17. Guiding principles in adjudication and disposition

17.1 The disposition of the competent authority shall be guided by the following principles:

(a) The reaction taken shall always be in proportion not only to the circumstances and the gravity of the offense but also to the circumstances and the needs of the juvenile as well as to the needs of the society;

(b) Restrictions on the personal liberty of the juvenile shall be imposed only after careful consideration and shall be limited to the possible minimum;

(c) Deprivation of personal liberty shall not be imposed unless the juvenile is adjudicated of a serious act involving violence against another person or of persistence in committing other serious offenses and unless there is no other appropriate response;

(d) The well-being of the juvenile shall be the guiding factor in the consideration of her or his case.

17.2 Capital punishment shall not be imposed for any crime committed by juveniles.

17.3 Juveniles shall not be subject to corporal punishment.

17.4 The competent authority shall have the power to discontinue the proceedings at any time.

18. Various disposition measures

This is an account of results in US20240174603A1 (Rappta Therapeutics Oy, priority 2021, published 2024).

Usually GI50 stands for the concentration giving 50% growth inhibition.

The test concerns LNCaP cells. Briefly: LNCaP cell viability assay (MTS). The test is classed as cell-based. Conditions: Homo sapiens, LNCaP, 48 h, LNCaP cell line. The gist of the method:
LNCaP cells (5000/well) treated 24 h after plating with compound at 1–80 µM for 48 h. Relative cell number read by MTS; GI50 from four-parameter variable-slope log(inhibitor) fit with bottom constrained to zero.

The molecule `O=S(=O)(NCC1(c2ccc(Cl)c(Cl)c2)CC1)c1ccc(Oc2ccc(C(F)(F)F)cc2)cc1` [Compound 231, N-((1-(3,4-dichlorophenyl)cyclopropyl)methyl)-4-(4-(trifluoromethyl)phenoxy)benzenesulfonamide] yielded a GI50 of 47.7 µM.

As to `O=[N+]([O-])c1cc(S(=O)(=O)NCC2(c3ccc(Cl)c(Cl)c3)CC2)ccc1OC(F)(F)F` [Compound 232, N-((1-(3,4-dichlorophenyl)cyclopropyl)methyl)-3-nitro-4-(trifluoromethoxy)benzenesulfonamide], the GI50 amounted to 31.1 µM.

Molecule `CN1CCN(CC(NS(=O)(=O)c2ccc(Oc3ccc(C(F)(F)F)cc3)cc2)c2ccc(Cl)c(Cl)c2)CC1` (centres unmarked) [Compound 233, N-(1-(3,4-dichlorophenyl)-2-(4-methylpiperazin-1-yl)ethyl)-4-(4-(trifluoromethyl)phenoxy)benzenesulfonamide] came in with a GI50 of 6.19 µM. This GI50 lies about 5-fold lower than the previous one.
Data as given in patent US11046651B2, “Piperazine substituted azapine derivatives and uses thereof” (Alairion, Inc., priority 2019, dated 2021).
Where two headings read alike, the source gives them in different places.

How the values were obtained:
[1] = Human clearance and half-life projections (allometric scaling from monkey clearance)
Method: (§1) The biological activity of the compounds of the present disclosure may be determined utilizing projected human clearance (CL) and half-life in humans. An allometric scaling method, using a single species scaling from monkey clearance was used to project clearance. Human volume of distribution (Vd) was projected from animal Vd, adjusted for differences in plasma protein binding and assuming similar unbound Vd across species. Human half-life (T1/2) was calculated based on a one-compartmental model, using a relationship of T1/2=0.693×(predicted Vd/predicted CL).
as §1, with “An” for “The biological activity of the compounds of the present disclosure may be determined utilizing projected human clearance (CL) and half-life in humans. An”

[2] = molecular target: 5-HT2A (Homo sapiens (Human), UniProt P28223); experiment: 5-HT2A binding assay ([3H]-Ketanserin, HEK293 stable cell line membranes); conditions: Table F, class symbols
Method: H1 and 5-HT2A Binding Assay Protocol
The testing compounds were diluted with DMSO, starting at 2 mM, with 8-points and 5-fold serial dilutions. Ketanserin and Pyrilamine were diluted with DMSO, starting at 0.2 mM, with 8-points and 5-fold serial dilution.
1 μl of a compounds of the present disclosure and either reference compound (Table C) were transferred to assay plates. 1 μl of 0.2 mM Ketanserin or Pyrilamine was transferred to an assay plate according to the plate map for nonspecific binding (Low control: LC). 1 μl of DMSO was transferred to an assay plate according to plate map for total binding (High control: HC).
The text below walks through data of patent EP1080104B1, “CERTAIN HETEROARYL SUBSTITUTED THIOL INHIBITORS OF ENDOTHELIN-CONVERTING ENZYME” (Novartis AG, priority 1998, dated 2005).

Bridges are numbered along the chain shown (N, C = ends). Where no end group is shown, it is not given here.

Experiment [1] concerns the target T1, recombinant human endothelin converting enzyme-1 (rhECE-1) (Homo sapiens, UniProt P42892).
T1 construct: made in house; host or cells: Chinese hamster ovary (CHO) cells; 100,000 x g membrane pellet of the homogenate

18.1 A large variety of disposition measures shall be made available to the competent authority, allowing for flexibility so as to avoid institutionalization to the greatest extent possible. Such measures,some of which may be combined, include:

(a) Care, guidance and supervision orders;

(b) Probation;

(c) Community service orders;

(d) Financial penalties, compensation and restitution;

(e) Intermediate treatment and other treatment orders;

(f) Orders to participate in group counseling and similar activities;

(g) Orders concerning foster care, living communities or other educational settings;

(h) Other relevant orders.

18.2 No juvenile shall be removed from parental supervision, whether partly or entire l y, unless the circumstances of her or his case make this necessary.

19. Least possible use of institutionalization